NASA

Contact: Rob Gutro
robert.j.gutro@nasa.gov
NASA/Goddard Space Flight Center

Public Release: 4-Jun-2015
PLOS ONE
Study points to human impact on evolution of freshwater fish
In recreational fishing, the practice of catch-and-release is intended to conserve freshwater populations. The captive is unhooked and tossed back to swim away without any lasting consequences. But a new UConn study says the evolutionary path of a species may be on the line. The study is the first to identify species changes based on the fishing practice. 'We may be permanently changing fish populations over the long term,' researchers say.
The Connecticut Department of Energy and Environmental Protection

Contact: Jan-Michael Hessenauer
jan-michael.hessenauer@uconn.edu
860-486-2808
University of Connecticut

Public Release: 4-Jun-2015
Hurricane Blanca now appears less organized in NASA infrared light
One of the instruments that flies aboard NASA's Aqua satellite looks at tropical cyclones using infrared light.
NASA

Contact: Rob Gutro
robert.j.gutro@nasa.gov
NASA/Goddard Space Flight Center

Public Release: 4-Jun-2015
Biological Conservation
Study reveals largest turtle breeding colony in the Atlantic
A new study from the University of Exeter has revealed that the Central African country of Gabon is providing an invaluable nesting ground for a vulnerable species of sea turtle considered a regional conservation priority.
Darwin Initiative (Project 20009) through the Department for Environment, Food and Rural Affairs (Defra) in the UK, Wildlife Conservation Society, Tullow Oil, Waitt Foundation, Worldwide Fund for Nature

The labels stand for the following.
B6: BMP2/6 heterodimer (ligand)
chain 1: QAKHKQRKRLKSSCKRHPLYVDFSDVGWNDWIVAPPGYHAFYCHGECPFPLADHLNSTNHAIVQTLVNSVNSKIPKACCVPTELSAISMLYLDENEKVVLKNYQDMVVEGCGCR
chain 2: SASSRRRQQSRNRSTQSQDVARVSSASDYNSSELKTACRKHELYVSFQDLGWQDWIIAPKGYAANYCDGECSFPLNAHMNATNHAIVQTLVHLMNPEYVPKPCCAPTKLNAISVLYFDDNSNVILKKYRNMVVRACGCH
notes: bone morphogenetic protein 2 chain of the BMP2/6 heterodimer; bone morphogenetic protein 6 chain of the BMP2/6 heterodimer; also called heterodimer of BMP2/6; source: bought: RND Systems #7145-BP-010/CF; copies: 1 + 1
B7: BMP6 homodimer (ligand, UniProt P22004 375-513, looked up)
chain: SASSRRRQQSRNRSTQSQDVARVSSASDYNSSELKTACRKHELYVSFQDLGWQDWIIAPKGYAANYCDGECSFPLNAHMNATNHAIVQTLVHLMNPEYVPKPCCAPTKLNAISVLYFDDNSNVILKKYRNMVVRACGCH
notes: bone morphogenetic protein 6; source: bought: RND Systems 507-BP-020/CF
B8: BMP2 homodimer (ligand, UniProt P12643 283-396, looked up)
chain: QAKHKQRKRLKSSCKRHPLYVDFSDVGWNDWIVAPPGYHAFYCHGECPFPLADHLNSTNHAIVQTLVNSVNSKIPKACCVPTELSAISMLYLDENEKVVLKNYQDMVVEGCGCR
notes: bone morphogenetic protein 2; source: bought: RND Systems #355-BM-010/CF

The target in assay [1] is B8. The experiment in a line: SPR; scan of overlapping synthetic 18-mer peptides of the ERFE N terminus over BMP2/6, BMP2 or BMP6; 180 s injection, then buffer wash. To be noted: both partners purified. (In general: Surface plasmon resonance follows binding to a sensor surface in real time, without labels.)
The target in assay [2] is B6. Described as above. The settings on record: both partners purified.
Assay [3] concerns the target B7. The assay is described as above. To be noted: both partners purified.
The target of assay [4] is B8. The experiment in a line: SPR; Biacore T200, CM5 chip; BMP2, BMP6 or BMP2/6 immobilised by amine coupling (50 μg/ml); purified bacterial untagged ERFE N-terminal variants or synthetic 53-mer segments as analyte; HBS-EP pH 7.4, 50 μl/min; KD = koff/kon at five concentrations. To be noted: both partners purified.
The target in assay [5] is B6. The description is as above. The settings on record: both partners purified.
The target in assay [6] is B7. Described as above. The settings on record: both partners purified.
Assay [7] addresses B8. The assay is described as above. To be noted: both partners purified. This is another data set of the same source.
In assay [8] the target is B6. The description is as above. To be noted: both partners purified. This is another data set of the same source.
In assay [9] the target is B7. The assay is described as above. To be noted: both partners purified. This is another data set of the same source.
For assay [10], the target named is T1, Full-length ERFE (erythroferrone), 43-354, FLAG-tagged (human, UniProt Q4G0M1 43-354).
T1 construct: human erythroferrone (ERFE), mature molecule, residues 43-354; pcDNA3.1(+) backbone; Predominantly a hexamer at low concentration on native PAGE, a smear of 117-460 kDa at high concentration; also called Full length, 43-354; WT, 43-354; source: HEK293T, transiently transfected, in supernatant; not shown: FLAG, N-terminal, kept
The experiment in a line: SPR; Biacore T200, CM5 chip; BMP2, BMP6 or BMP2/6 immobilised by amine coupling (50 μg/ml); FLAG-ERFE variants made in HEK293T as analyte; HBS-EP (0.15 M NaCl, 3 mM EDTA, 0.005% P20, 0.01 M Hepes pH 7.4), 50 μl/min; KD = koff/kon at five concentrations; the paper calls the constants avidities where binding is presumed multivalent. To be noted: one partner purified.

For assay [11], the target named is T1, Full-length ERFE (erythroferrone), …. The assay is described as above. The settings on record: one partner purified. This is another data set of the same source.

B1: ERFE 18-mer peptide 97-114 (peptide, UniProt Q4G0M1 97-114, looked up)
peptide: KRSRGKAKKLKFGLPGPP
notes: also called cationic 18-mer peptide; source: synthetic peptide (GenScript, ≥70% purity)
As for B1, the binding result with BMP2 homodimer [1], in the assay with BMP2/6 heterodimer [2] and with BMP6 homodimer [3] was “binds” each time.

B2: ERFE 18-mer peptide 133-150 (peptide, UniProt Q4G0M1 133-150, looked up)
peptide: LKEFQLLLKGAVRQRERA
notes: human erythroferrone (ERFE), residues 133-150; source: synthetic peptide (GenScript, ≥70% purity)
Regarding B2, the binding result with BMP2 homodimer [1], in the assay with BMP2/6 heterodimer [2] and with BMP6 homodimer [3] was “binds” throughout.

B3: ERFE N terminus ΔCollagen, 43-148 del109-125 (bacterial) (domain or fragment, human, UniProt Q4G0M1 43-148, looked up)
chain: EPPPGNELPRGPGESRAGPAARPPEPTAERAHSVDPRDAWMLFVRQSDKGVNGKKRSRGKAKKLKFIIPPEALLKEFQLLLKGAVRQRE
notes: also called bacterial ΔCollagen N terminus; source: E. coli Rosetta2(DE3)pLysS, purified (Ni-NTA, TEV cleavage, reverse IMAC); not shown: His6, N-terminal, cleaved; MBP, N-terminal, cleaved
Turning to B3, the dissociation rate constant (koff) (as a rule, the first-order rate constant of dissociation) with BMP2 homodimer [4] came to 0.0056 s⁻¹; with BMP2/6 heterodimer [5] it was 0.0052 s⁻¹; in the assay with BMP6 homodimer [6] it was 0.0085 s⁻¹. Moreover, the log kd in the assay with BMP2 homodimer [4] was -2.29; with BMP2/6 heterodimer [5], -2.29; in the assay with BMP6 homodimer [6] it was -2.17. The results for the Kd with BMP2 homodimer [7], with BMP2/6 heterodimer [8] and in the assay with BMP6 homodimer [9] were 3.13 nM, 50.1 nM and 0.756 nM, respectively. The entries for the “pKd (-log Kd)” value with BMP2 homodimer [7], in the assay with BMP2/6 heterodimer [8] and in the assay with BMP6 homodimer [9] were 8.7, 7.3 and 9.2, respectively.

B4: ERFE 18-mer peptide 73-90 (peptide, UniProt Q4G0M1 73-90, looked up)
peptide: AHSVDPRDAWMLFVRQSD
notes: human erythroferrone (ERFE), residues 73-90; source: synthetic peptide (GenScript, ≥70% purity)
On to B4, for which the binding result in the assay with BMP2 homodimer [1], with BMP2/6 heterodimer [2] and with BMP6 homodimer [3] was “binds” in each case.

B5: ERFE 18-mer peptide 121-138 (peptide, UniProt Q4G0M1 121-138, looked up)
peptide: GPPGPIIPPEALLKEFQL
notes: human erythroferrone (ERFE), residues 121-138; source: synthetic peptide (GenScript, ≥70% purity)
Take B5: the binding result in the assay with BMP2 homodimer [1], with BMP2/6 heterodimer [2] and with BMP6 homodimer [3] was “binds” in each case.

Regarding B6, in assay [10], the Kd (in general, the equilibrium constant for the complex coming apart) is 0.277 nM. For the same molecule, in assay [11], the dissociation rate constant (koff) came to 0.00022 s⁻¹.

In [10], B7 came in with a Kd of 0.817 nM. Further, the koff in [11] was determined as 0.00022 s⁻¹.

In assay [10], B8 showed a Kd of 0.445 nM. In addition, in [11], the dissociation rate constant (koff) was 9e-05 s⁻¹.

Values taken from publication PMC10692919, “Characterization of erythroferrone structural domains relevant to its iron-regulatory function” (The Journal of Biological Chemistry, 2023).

Contact: Jo Bowler
pressoffice@exeter.ac.uk
44-013-927-22062
University of Exeter

Public Release: 4-Jun-2015
Conservation Letters
Recovering predators create new wildlife management challenges
A new study by scientists from NOAA Fisheries' Northwest Fisheries Science Center and the University of Washington examines recovering predator populations along the West Coast of the United States and in the Greater Yellowstone ecosystem, and the conflicts surrounding them. The study was published online June 4 in the journal Conservation Letters.

Contact: Michael Milstein
michael.milstein@noaa.gov
503-231-6268
NOAA Fisheries West Coast Region

Public Release: 4-Jun-2015
Science
Habitats contracting as fish and coral flee equator
Many species are migrating toward Earth's poles in response to climate change, and their habitats are shrinking in the process, researchers say.

Contact: Natasha Pinol
scipak@aaas.org
202-326-6440
American Association for the Advancement of Science

Public Release: 4-Jun-2015
Science
Few opportunities to change
If you want to live, you need to breathe and muster enough energy to move, find nourishment and reproduce. This basic tenet is just as valid for us human beings as it is for the animals inhabiting our oceans.

Contact: Sina Loeschke
medien@awi.de
49-471-483-12008
Alfred Wegener Institute, Helmholtz Centre for Polar and Marine Research

Showing releases 136-145 out of 394.